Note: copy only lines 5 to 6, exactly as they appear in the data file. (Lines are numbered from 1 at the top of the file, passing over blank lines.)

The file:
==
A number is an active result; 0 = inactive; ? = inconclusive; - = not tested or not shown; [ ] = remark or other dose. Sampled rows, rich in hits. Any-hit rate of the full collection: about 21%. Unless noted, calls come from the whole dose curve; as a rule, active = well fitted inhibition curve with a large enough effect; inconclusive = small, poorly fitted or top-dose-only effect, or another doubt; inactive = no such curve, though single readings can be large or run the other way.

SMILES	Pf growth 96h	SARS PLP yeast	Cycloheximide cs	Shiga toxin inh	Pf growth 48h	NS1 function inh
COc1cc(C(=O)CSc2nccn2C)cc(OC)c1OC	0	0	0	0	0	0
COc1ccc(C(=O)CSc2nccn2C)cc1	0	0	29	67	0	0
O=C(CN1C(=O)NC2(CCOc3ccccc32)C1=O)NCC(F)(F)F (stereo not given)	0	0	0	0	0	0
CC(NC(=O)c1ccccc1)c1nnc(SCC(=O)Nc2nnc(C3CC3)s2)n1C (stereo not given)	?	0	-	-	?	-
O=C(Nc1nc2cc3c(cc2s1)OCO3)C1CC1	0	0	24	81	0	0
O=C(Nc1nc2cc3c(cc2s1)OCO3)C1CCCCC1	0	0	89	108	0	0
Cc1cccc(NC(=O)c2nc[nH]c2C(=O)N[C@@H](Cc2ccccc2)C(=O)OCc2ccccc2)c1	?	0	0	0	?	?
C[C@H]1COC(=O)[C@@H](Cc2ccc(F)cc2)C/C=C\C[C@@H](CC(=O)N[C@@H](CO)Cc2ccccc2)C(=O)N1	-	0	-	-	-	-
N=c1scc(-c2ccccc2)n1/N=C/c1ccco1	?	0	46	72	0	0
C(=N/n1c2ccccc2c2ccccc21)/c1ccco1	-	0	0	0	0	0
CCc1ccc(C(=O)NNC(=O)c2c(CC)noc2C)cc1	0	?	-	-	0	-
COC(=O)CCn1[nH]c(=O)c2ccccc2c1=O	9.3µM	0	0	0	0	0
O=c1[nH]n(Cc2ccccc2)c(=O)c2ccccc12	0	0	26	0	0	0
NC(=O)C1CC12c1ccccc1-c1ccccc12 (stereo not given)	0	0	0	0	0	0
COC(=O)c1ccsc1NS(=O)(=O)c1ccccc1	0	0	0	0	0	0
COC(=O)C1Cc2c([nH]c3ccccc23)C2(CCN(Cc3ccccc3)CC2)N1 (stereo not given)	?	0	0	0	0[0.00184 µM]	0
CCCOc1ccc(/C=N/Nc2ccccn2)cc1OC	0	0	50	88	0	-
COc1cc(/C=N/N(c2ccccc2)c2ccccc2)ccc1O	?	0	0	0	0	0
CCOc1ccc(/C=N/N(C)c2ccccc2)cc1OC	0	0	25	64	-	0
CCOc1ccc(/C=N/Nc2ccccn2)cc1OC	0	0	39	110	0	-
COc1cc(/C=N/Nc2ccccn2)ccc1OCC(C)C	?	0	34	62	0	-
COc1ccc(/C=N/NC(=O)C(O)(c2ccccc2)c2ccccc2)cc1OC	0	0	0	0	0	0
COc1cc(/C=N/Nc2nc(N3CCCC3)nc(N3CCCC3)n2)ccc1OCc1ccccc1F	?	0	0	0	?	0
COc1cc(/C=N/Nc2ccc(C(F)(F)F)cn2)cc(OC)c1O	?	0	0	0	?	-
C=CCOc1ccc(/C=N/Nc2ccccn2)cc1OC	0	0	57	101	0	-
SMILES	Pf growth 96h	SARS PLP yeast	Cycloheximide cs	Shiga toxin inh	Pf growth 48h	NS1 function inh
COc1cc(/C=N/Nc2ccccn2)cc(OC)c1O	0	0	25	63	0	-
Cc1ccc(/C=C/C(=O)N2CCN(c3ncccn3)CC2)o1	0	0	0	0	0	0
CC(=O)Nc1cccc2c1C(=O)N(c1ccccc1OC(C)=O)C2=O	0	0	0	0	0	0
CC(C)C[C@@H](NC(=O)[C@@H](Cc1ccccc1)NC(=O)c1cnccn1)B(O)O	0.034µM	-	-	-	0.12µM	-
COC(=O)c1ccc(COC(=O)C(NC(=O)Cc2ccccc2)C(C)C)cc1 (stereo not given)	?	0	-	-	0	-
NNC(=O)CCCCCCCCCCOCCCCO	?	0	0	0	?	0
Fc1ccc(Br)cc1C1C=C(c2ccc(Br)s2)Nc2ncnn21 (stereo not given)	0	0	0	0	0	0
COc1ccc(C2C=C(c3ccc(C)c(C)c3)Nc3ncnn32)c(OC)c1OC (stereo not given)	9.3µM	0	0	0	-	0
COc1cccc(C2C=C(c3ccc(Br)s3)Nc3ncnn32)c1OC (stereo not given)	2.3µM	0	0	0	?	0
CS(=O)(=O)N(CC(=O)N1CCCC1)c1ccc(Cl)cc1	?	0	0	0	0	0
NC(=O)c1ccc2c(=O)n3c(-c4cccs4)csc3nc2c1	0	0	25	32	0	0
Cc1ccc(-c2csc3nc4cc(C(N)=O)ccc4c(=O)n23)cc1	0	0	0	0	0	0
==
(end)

O=C(CN1C(=O)NC2(CCOc3ccccc32)C1=O)NCC(F)(F)F (stereo not given)	0	0	0	0	0	0
CC(NC(=O)c1ccccc1)c1nnc(SCC(=O)Nc2nnc(C3CC3)s2)n1C (stereo not given)	?	0	-	-	?	-